WARSAW: A new exhibition of child art from post-war Poland and present-day Ukraine shows that armed conflict is always the same for the world's smallest citizens — no matter the where and the when.
"How children perceive war, what they feel, what they convey through their drawings... is quite similar," curator Dorota Sadowska told AFP.
"What you see is suffering, plain and simple."
The outdoor exhibition of several hundred drawings — on show across Poland and elsewhere, including New York City — is a joint effort between Poland and Ukraine.
Colourful and drawn with markers, crayons or even digital tools, the artwork by Ukrainian children living through Russia's invasion of their homeland comes from the collection on the "Mom, I See War" portal.
The site has brought together thousands of drawings, to be turned into a permanent digital photo collage for an NFT auction. The proceeds will go to help children affected by the war.
The exhibition's Polish batch, largely in pencil on paper now browned with age, features drawings made in 1946 for a nationwide competition.
They have since been preserved in the Central Archives of Modern Records in Warsaw.
Sadowska said the goal was for "the world to look at children and listen to what children say and feel."
"Maybe then it will see that in times of war, every child is a victim. And make adults mull what can be done to change that."
The drawings show tanks, dead bodies, planes on fire, buildings with gaping holes, armed troops, torture, tears.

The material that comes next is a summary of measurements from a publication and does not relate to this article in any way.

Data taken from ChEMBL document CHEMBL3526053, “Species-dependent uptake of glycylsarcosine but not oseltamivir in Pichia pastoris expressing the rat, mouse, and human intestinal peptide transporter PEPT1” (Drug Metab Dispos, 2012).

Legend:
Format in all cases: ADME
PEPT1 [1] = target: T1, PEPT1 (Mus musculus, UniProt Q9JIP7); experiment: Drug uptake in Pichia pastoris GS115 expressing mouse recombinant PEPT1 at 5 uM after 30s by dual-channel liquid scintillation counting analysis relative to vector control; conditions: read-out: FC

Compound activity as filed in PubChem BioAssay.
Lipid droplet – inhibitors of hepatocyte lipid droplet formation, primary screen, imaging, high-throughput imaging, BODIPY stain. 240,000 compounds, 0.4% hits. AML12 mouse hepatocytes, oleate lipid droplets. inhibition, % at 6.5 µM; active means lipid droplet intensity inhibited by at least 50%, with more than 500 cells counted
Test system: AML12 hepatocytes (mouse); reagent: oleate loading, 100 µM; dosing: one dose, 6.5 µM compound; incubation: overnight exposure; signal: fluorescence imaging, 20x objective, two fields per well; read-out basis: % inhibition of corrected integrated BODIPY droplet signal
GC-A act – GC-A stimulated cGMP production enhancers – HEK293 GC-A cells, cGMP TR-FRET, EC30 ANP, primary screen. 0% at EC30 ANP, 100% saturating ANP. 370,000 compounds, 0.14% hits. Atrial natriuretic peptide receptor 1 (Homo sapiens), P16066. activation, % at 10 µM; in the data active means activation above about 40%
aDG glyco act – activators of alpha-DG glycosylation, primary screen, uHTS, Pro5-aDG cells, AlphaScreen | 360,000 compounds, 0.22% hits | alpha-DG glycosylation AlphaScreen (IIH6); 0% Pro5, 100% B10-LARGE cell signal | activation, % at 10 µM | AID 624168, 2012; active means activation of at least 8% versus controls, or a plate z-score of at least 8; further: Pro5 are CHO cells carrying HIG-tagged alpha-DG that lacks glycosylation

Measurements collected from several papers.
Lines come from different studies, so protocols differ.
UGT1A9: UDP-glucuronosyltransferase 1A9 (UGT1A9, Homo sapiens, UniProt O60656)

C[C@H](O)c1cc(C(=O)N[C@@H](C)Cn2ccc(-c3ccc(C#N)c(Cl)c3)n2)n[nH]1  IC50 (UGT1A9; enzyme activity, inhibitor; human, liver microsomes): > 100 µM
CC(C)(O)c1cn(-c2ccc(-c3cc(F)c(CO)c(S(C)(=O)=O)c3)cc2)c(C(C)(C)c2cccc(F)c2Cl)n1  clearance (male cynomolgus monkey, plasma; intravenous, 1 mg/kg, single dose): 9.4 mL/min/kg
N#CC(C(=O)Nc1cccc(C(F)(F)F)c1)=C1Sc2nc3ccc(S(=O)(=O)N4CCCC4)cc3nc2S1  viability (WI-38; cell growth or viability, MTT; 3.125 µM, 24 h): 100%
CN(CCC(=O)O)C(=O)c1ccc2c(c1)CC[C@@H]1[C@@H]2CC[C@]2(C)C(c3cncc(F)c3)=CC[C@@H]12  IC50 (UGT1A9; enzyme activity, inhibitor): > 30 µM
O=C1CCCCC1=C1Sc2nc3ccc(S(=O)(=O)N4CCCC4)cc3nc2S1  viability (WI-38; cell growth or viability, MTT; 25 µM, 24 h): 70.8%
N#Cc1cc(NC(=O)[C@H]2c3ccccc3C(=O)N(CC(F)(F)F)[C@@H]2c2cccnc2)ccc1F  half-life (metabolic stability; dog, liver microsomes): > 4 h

The subject matter is hard to square with the aesthetics of child art, Sadowska said.
"A small child may draw the sun, flowers, a smiling kid, their family. Or clouds, trees, kittens, puppies — not the gallows or dead bodies," she told AFP.
"Because the world of children and the world of war are two separate worlds."
Particularly jarring is a work by 14-year-old Valeria from the settlement of Hlevakha near Kyiv.
It shows a vibrant field of sunflowers — a national emblem of Ukraine — in bright yellow and green, and in their midst a jumble of corpses, scarlet blood flowing from heads and arms and torsos.
Pushing a stroller, Marina, 34, stops to take a look, saying she does so "with tears in my eyes, as I'm from Ukraine."
"I think it's a good idea. To raise awareness yet again," the mother-of-two from the port city of Kherson told AFP.
Wanda Sieminska, a Warsaw pensioner taking in the exhibition, noted that the two sets of drawings are fundamentally alike despite differences in time, place and tools used.
"The subject matter is the same: the tragedy of children in wartime," the 85-year-old told AFP.
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